American politicians are responsible for the trafficking of women and children as sex slaves today. And no, we're not talking about putting teenagers on the streets of our biggest Democrat-controlled cities as hookers. Instead, I'm talking about sex slaves as young as 6 and 8 years old to be used by wealthy pedophiles. What should make every American angry is that men and women in Washington D.C., our political representatives, have the ability to stop it. But they don't. That makes them ultimately criminally responsible for enabling child sex slave trafficking to take place. 

Subsequently, today, with the help of corrupt politicians getting paid to keep our border open and unsecured, politicians who oppose securing the border allow modern-day slave trafficking and child sex slave trafficking into the United States from anywhere in the world. They are the people responsible for women and children from Mexico and Latin America, from China and other nations, to come into the United States for such a life. 

So while some want Americans to focus on the black slavery of the distant past, real slavery continues today. And yes, it is a shame that the politicians who scream the loudest to open our border haven't faced criminal charges yet for allowing slavery of both women and children to continue in the United States. Of course, corrupt politicians of both parties are being paid to keep the border open. I'm told that all politicians have to do to keep getting paid by Mexican Cartels is simply maintain a political position of opposing our securing our border with Mexico.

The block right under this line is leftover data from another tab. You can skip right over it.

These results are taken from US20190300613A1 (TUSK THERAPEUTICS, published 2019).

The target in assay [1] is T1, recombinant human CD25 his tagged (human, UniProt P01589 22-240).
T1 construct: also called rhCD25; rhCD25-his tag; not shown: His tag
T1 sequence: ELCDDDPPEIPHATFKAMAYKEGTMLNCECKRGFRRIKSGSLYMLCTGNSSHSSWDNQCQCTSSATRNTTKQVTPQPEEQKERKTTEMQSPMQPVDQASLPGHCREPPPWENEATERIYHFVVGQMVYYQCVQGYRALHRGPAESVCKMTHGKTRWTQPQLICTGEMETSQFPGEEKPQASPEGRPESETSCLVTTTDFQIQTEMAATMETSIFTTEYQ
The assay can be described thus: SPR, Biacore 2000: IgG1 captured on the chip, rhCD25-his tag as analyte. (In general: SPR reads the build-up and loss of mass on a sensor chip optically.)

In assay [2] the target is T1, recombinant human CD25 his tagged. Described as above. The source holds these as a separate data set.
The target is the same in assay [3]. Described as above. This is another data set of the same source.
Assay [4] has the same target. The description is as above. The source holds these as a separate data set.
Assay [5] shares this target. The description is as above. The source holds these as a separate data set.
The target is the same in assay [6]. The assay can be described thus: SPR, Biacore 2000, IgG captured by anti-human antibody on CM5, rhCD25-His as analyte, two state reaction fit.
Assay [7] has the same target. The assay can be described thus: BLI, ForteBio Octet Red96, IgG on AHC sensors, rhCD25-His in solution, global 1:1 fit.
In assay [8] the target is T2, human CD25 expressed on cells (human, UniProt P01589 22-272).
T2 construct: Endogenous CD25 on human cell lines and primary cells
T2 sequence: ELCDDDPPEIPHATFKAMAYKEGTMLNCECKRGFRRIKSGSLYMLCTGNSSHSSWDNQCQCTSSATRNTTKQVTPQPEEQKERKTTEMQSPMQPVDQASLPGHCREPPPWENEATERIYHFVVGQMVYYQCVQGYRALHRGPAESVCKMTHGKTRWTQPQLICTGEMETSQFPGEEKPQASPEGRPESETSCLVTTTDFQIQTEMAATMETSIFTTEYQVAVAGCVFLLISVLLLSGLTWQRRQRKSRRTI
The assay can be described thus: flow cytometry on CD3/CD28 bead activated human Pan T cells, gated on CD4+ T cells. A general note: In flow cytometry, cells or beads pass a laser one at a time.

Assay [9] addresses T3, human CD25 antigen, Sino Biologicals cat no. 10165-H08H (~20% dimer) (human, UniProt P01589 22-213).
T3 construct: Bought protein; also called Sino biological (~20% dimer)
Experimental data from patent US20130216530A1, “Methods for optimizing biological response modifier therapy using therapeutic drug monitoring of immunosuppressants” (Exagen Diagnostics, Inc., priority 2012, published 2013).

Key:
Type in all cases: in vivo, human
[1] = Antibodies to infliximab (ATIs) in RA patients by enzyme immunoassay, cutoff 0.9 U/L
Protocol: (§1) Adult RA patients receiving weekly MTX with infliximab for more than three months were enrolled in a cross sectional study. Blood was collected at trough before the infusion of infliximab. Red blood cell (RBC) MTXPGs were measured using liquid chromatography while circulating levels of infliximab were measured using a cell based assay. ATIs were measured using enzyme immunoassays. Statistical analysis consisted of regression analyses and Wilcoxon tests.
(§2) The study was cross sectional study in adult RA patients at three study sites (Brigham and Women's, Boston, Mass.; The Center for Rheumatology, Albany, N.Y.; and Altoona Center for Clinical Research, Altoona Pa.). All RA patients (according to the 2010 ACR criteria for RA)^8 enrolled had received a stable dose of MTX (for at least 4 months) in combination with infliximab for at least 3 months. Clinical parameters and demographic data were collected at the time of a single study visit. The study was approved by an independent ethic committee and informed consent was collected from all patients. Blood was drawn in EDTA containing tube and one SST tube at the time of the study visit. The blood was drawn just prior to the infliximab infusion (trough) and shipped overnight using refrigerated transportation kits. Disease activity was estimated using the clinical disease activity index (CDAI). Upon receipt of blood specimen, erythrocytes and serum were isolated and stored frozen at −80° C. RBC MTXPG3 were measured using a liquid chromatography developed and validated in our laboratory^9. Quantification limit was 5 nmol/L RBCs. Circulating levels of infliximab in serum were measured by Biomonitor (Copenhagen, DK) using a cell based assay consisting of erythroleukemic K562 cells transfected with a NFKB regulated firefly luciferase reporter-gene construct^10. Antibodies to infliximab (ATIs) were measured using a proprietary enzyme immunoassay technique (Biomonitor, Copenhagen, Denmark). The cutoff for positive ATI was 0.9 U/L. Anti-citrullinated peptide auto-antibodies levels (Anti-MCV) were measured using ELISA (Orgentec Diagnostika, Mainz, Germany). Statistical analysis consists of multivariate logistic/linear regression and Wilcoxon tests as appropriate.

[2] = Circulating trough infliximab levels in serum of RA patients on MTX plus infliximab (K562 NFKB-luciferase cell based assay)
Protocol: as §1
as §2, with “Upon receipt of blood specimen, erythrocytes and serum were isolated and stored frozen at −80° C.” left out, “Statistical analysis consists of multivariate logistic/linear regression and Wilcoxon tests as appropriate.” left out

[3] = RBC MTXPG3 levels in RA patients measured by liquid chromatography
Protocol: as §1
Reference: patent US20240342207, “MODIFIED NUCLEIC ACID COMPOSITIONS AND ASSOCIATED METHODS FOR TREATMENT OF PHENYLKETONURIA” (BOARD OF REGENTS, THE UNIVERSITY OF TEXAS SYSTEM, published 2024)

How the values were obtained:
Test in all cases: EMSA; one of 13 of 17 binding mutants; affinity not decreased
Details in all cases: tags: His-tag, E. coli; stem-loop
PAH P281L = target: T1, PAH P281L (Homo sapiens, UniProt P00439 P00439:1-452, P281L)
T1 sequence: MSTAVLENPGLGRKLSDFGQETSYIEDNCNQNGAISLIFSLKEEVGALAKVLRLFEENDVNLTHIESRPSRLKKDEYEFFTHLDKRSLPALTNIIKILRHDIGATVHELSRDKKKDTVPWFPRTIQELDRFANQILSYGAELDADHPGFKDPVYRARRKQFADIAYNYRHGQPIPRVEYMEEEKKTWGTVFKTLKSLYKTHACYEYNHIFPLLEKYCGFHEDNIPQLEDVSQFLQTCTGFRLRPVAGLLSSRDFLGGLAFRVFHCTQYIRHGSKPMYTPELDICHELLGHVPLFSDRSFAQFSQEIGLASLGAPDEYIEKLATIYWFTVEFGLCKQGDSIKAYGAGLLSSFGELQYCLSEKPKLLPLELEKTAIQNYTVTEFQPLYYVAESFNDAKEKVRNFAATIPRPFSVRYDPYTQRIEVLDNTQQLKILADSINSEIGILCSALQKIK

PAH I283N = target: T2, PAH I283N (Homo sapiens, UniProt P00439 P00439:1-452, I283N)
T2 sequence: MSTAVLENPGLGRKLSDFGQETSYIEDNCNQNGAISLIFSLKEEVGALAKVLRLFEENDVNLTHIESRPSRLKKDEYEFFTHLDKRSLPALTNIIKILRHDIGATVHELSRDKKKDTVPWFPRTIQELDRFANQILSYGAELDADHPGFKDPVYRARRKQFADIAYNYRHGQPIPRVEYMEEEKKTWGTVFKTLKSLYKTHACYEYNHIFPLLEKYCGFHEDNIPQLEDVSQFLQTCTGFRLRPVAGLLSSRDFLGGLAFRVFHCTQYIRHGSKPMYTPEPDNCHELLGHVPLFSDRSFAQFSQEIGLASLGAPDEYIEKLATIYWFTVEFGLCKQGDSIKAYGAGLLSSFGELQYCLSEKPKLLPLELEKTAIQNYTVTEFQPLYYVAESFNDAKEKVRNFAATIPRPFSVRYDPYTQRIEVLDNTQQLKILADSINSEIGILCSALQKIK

Before someone writes to tell me, "We need more laws." Please remember that the African slave trade in the United States went underground after President Thomas Jefferson stopped the legal importation of African slaves into the United States in 1807. That law took effect on January 1st, 1808. From 1808 to when the Emancipation Proclamation was issued by President Lincoln in 1863, for those 55 years, slave traders risked arrest and prison to fill their pockets with money. 

That same sore of greed is the problem that we face today. While slavery was technically outlawed with the passage of the 13th Amendment, slavery is still going on because of corrupt politicians. Sadly, we have crooked politicians in Congress and the White House today who are amoral, terribly dishonest, easily bought, and have no regard for human life. Many feel that the law doesn't apply to them.

Some say they should be tar and feathered. Frankly, I agree.

Tom Correa